In case of India:
From 1773 to 1858, the British administrative head in India was called Governor General and was selected by the Court of Directors of the East India Company, to whom he was responsible.
After the 1857 Uprising, the government of India was transferred from the East India Company to the Crown.
And "Viceroy" was added to the title of the Governor General and was called as a Viceroy Of India.
Viceroy was appointed by the sovereign on the advice of the British government; the Secretary of State for India, a member of the UK Cabinet, was responsible for instructing him on the exercise of his powers.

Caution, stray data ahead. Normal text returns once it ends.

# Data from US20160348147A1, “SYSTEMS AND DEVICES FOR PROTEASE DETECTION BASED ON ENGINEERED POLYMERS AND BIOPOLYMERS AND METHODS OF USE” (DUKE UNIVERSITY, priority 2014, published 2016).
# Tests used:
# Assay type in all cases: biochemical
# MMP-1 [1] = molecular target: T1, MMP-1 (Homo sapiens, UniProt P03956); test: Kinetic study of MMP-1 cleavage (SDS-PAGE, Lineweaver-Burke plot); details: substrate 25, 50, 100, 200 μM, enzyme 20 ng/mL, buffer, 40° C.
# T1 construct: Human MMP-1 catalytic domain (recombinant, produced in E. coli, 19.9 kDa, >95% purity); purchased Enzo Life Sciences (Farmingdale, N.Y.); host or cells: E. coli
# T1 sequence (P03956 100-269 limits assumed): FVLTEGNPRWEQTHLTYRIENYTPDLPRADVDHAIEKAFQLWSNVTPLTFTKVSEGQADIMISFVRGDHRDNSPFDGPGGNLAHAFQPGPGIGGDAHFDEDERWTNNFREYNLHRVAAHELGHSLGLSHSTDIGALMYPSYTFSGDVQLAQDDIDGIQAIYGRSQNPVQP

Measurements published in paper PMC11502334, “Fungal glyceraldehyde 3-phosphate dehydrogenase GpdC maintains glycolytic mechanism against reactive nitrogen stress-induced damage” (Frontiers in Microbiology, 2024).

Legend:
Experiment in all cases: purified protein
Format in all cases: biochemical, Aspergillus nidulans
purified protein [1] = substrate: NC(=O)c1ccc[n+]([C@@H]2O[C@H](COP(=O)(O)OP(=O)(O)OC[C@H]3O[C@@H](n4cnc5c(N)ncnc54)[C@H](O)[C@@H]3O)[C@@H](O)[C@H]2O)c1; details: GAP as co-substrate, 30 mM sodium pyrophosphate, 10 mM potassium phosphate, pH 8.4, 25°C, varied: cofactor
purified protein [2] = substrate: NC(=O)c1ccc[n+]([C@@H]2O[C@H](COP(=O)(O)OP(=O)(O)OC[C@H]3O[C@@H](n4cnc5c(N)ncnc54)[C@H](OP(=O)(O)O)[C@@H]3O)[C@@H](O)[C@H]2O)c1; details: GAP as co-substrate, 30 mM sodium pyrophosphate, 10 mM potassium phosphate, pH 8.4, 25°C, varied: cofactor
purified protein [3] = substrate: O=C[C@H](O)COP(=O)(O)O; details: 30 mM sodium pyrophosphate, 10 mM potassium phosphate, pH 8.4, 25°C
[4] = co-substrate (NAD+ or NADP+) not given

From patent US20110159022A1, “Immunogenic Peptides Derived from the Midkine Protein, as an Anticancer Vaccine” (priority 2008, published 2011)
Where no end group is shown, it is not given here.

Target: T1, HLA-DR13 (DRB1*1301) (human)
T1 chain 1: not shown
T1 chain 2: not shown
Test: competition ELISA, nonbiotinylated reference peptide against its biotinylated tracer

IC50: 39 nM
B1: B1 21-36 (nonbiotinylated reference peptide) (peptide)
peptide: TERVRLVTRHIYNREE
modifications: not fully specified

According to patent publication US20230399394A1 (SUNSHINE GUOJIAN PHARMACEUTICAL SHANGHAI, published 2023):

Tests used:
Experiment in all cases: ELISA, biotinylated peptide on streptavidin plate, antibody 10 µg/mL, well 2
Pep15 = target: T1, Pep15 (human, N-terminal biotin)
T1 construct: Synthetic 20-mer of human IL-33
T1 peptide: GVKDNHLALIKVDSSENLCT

After 1858, Viceroy Of India , as a Viceroy, direct representative of the Crown, dealt with the princely states of India, whose relationship was not with the British government, but directly with the monarch. And as a Governor General, govern the British India provinces.
Generally, if there is a dominion status, the administrative head is called only as a Governor General. For example, after India's independence on 15th Aug. 1947, till the India become republic in 1950, she had a dominion status. And in this period, Lord Mountbatten was made Governor General. He remained till 1948 and after him C. Rajagopalachari become the Governor General. The other dominions (Canada, Australia, etc) too have a post named only as a Governor General.